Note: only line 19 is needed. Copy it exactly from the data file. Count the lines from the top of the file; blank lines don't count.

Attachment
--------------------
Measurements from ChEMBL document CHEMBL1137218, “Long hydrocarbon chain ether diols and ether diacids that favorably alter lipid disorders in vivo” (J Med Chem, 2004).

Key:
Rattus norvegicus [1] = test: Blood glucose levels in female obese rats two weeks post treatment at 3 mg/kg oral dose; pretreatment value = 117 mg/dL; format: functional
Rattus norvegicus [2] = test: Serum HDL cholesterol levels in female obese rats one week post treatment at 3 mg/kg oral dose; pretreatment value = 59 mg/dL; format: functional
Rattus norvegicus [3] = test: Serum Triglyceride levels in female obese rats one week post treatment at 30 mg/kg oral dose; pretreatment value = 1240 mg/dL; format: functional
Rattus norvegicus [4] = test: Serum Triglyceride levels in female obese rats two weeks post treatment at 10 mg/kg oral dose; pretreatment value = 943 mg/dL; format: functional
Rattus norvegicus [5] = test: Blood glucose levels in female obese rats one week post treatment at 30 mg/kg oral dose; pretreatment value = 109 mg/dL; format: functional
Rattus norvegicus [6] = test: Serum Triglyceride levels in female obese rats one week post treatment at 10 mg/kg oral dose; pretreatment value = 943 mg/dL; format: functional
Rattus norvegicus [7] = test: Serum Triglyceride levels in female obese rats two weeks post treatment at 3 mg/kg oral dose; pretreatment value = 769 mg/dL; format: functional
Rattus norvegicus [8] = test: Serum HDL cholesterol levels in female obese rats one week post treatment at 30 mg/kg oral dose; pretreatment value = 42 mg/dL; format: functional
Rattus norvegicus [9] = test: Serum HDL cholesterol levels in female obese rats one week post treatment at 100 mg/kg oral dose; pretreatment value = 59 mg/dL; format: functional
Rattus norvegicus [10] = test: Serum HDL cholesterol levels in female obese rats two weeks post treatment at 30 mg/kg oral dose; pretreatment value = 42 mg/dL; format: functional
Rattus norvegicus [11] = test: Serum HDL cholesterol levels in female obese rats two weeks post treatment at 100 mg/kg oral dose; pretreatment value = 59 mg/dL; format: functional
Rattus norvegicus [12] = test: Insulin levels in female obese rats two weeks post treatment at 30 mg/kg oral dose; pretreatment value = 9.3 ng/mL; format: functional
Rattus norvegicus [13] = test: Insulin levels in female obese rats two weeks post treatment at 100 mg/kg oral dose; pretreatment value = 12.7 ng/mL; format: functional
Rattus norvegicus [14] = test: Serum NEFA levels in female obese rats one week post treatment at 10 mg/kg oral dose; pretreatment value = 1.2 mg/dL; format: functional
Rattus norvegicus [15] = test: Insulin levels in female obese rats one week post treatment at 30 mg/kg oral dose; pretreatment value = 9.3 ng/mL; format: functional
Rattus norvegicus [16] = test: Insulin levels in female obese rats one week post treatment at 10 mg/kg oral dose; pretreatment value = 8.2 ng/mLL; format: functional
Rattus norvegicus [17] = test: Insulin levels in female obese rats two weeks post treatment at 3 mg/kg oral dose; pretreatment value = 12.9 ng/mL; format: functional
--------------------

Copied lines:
Rattus norvegicus [17] = test: Insulin levels in female obese rats two weeks post treatment at 3 mg/kg oral dose; pretreatment value = 12.9 ng/mL; format: functional